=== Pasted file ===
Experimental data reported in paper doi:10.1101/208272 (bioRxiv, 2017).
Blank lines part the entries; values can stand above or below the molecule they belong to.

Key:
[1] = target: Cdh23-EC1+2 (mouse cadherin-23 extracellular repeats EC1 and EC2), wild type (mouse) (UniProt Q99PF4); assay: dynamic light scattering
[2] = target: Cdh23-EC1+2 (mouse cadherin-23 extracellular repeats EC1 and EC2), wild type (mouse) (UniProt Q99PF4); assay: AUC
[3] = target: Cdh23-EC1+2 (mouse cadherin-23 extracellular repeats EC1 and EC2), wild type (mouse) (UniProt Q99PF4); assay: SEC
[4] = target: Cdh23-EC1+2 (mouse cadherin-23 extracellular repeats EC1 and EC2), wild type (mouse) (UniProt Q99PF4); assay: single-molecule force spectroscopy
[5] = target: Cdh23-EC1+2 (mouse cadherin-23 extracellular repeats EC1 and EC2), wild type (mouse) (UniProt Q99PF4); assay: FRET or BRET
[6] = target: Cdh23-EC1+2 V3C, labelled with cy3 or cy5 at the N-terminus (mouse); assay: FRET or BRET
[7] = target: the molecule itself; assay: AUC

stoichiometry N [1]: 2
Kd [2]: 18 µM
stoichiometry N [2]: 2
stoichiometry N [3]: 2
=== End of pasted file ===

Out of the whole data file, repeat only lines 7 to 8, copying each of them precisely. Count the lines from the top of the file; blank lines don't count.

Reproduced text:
[4] = target: Cdh23-EC1+2 (mouse cadherin-23 extracellular repeats EC1 and EC2), wild type (mouse) (UniProt Q99PF4); assay: single-molecule force spectroscopy
[5] = target: Cdh23-EC1+2 (mouse cadherin-23 extracellular repeats EC1 and EC2), wild type (mouse) (UniProt Q99PF4); assay: FRET or BRET